Mobile phone companies are fearing to absorb millions of loss in revenues due to Punjab Government’s unclear direction on 19.5% general sales tax on internet services, we have checked with sources.
Punjab Government had imposed 19.5 percent tax on internet services through an SRO on May 28th, 2015. This tax was later withdrawn during the budget speech by Dr Ayesha Ghaus, Finance Minister Punjab on the floor of the provincial house.
However, an official notification from Punjab Revenue Authority is still awaited that will officially going to nullify the SRO issued to May 28th, 2015.
Cellular companies are bound to submit their monthly returns on 21st of every month and according to a commercial chief of a cellular company, mobile phone companies will have to submit the taxes on internet on 21st of this month (for the month of June) as Punjab Revenue Authority hasn’t issued any official revocation orders for May 28th SRO as of yet.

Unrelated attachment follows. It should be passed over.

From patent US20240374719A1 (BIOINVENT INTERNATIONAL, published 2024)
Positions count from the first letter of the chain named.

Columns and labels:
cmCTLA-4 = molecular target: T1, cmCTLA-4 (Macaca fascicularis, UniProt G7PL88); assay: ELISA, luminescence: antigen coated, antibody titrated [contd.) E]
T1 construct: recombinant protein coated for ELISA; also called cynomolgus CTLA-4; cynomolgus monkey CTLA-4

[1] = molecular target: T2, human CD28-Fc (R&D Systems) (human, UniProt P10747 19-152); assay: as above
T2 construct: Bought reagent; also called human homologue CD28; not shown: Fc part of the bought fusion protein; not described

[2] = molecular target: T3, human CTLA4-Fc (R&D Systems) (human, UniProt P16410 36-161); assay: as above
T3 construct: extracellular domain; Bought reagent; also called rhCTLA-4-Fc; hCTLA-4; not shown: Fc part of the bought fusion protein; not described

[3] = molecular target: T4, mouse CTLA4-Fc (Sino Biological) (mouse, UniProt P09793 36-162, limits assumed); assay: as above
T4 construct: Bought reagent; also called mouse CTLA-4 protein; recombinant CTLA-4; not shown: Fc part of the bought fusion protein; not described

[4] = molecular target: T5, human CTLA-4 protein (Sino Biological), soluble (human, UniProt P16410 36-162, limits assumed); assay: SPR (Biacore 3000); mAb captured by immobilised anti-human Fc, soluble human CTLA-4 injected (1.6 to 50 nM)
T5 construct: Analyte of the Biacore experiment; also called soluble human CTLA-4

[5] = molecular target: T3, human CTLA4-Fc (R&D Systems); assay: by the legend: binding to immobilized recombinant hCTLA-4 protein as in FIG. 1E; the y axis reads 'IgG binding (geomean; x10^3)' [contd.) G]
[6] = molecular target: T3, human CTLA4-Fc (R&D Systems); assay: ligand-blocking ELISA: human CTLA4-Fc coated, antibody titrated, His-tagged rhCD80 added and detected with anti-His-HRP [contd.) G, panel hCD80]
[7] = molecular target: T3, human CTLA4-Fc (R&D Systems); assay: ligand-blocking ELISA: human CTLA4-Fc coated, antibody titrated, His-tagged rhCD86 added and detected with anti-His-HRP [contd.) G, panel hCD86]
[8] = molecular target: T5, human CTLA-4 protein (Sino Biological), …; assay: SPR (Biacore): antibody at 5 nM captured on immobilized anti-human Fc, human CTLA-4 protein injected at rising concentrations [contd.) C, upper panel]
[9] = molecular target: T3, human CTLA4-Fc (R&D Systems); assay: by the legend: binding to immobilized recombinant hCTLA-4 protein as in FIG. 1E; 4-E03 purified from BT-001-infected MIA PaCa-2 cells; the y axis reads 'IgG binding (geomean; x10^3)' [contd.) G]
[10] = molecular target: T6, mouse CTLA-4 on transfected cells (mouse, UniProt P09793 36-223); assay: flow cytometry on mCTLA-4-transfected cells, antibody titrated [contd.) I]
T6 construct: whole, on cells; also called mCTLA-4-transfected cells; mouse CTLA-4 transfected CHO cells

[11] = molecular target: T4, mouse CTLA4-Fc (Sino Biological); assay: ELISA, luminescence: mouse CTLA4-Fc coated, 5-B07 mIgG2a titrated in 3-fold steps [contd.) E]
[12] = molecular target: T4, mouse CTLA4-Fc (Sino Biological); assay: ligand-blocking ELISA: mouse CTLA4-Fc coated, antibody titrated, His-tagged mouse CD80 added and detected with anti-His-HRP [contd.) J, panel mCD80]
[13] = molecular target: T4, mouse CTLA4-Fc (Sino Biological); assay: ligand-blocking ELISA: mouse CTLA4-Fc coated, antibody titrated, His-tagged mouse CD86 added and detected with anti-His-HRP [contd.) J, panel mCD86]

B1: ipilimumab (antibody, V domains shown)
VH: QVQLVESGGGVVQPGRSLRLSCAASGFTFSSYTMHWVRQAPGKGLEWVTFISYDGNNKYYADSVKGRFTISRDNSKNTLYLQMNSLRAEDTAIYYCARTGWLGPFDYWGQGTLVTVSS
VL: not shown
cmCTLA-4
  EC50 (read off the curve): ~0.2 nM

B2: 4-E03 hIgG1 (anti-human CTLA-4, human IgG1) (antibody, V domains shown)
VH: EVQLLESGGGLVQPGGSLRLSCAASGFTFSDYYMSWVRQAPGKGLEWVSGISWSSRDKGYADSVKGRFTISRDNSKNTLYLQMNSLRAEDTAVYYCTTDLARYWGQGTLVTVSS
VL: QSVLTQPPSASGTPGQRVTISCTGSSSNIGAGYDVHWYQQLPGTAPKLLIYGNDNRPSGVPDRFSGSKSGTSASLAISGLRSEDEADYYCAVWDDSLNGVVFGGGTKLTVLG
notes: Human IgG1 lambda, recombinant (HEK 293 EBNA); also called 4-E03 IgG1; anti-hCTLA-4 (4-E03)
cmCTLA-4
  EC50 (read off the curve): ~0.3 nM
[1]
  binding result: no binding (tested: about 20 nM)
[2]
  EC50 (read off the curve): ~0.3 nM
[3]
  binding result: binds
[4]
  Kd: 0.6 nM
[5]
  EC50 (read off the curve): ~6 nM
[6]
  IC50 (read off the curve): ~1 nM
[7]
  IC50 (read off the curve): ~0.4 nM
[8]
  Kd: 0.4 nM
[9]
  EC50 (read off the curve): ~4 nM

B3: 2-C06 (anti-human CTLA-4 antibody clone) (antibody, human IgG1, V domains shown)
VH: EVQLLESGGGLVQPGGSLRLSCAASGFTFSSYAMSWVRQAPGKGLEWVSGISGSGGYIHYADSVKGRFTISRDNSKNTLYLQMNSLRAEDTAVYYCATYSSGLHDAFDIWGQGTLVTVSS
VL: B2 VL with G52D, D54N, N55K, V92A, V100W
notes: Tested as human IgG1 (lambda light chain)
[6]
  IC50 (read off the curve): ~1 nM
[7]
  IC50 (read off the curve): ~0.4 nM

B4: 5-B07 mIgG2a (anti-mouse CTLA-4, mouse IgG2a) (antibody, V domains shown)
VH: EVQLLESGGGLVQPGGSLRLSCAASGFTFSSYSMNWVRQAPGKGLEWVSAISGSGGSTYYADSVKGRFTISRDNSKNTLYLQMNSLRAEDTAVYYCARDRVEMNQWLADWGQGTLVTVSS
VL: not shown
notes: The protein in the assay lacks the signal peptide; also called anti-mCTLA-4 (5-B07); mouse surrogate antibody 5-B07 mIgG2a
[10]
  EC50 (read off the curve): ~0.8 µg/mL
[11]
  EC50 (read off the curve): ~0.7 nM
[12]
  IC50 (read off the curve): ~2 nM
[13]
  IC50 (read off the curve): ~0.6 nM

Not to mention, mobile phone companies, based on Dr. Ayesha Ghaus’s budget speech, didn’t collect the mentioned tax from customers. Which means, if official notification isn’t received, they will have to bear the loss by giving away tax money from their pockets.
A notification has to be nullified with a follow-up notification, officially issued by the concerned authority
Dr. Ayesha, when asked by The News, said that no one should be worried about the tax as cabinet has approved revoking of the 19.5 percent GST on data usage.
A similar response was recorded by PRA Chief Dr Raheel Siddique, however, both the officials didn’t clarify that when revocation orders for internet taxes will be issued. Dr. Raheel, while advising telecom companies to contact PRA in case of any ambiguity, decided not to comment on when his authority will issue a official notification on the matter.
It won’t be out of place to mention that an SRO has to be nullified with a follow-up SRO, officially issued by the concerned authority or any higher body (in hierarchy) of the the specific authority.
Verbal withdrawal of an order, even on the floor of the house, mean legally nothing.